For the last 40 years, on the last Friday of Ramadan, the Islamic Republic of Iran has organized international “Al-Quds Day” rallies. Al-Quds is the Arabic name for Jerusalem and the rallies are supposed to show worldwide Muslim solidarity against Israel.
In reality however, the rallies are a propaganda tool for the Iranian regime, as well as a focal point for Iran to find and recruit people for its growing network of cohorts in the West.
The Al-Quds Day rallies take place in London and many other European cities as well as in Iran. Iran’s embassies and other affiliated bodies across the world are tasked with organizing the rallies and making sure they are well attended.
European governments have mostly allowed the rallies to go ahead unrestricted, with Hizballah flags waving and choruses of “Death to Israel” and “Death to America” in their major cities and capitals.
This year however, for the first time, there will not be any Al-Quds rallies in Europe’s streets. European governments have not suddenly realized, after 40 years, that the rallies promote Hizballah and provide a platform for anti-Semitic speakers. No, the rallies are shut down because of COVID-19. Instead, this year’s Al-Quds Day event will take place Friday as an “online rally.”
“As the Coronavirus rips through countries everywhere, nowhere is the disease likely to be more keenly felt than in Palestine, particularly in Gaza where millions of people live cheek by jowl in one of the most densely populated places on earth,” a promotion for the rally said.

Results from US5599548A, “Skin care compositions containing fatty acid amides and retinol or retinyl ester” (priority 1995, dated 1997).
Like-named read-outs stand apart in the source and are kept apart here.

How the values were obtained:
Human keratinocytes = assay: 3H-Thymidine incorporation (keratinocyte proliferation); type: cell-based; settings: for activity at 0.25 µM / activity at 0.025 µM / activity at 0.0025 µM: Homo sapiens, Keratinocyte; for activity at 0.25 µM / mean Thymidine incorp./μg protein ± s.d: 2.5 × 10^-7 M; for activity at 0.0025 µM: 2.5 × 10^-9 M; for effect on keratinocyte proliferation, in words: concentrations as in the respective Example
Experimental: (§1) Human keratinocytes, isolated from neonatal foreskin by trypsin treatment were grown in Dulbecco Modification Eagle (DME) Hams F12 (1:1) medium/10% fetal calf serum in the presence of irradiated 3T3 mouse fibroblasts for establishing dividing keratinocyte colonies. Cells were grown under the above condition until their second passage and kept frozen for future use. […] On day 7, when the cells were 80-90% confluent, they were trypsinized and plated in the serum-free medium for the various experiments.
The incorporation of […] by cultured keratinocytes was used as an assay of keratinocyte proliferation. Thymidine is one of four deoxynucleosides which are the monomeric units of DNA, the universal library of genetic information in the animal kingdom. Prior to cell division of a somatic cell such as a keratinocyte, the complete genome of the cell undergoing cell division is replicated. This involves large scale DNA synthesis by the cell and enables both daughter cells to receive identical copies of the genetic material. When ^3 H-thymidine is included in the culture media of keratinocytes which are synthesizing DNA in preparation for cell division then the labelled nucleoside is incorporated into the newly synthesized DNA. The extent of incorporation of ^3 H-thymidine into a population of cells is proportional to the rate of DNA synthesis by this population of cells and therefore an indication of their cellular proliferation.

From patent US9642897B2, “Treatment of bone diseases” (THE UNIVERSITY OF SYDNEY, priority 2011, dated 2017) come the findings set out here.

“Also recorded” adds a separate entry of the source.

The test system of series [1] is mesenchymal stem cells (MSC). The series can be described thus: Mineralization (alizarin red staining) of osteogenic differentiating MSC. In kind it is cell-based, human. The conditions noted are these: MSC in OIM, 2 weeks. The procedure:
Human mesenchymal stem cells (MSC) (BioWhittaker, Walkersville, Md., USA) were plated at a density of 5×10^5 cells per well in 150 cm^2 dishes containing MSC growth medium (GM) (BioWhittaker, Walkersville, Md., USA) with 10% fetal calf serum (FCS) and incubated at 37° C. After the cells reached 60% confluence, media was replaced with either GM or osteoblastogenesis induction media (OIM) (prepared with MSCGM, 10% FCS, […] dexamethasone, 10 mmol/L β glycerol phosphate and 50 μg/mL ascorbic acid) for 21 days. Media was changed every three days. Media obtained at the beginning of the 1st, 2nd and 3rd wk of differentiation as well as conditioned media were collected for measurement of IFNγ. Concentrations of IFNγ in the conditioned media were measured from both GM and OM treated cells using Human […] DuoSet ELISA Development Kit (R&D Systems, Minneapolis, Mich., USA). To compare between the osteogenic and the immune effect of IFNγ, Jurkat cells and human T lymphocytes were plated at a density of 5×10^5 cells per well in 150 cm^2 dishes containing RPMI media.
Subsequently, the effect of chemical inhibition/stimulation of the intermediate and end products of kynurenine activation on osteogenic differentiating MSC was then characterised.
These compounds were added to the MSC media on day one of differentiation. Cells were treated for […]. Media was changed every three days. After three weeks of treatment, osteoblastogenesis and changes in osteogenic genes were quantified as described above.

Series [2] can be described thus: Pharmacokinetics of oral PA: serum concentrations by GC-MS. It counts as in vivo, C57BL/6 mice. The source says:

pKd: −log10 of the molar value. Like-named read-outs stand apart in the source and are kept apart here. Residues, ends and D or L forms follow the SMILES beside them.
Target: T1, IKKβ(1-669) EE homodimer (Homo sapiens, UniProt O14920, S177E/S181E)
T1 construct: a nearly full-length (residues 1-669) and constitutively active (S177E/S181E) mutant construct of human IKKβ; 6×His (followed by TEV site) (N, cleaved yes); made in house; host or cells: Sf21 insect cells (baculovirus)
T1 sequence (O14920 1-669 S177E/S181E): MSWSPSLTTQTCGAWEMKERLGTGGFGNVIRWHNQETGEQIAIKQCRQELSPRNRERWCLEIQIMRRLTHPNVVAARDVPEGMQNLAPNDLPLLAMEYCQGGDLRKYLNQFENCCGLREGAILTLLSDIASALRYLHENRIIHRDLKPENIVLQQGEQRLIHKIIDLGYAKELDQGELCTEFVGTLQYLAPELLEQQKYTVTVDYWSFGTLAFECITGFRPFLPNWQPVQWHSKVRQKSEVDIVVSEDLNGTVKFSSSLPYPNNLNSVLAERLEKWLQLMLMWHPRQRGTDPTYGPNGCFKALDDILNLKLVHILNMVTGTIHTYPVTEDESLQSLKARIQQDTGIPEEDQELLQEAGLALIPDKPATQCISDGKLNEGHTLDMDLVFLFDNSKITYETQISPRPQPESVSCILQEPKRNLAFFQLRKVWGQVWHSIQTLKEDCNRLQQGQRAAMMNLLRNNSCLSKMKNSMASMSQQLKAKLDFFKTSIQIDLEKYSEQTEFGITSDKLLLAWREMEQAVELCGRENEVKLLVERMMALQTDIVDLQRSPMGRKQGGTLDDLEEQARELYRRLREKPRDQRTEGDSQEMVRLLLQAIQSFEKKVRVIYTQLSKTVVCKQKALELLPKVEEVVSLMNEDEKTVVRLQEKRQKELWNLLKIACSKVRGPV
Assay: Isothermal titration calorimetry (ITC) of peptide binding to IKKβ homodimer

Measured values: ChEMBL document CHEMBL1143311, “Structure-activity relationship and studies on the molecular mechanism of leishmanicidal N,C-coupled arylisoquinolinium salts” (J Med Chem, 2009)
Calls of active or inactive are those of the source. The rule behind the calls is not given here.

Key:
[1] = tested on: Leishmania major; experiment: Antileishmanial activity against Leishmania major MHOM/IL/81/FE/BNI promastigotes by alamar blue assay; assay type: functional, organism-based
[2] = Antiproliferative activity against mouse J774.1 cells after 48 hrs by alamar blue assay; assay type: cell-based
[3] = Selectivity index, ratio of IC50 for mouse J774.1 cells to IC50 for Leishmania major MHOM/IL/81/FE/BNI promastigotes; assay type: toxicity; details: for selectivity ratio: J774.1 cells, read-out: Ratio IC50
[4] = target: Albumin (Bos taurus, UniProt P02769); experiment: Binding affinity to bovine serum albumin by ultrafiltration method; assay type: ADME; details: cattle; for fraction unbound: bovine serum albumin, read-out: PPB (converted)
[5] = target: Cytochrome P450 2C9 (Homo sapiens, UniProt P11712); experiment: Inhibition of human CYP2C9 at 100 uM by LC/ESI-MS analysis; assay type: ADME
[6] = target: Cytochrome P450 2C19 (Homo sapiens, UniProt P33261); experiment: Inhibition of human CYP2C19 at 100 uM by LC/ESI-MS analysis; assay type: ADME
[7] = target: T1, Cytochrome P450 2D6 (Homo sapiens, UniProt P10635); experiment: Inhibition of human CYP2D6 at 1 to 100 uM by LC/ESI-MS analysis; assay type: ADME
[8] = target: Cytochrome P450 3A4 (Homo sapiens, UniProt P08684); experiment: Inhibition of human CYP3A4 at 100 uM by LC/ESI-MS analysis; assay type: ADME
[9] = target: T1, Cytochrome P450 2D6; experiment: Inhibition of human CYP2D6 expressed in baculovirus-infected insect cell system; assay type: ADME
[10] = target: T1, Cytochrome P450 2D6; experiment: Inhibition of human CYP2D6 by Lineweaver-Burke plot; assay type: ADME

“Their suffering is amplified by Israel’s weaponisation of Covid-19 to prevent the entry of much needed medical equipment into Palestine and the passage of Palestinians across checkpoints to access health care in Israel or outside.”
Thus far, however, COVID-19 appears contained both in Gaza and in the West Bank.
To compensate for the lack of street rallies, and to ensure its sympathizers that Iran’s anti-Israeli ideology has not diminished, the Iranian parliament approved a double-urgency motion Monday – meaning it became a parliamentary priority – called “Confrontation against the Zionist regime.” The motion has 16 articles, including a ban on any Israeli software, a ban on any cooperation with anyone “affiliated with the Zionist regime,” and developing programs “aimed at exposing the Zionist regime’s nature and atrocities.”
But the original article 11, which stipulated a ban on Iranian nationals competing against Israeli athletes in sport events, has been removed.
The request to remove article 11 came from the government’s sports ministry, fearing that it would lead to a disqualification of all Iranian sports from international events.
Mohamad Javad-Jamali, spokesman for Iran’s parliamentary national security and foreign policy commission, explained the reason for exclusion of article 11 by telling reporters, “We realised that there was a possibility that this article would be used as an excuse by the Zionist regime to ban Iran from sporting events, like it happened with Judo.”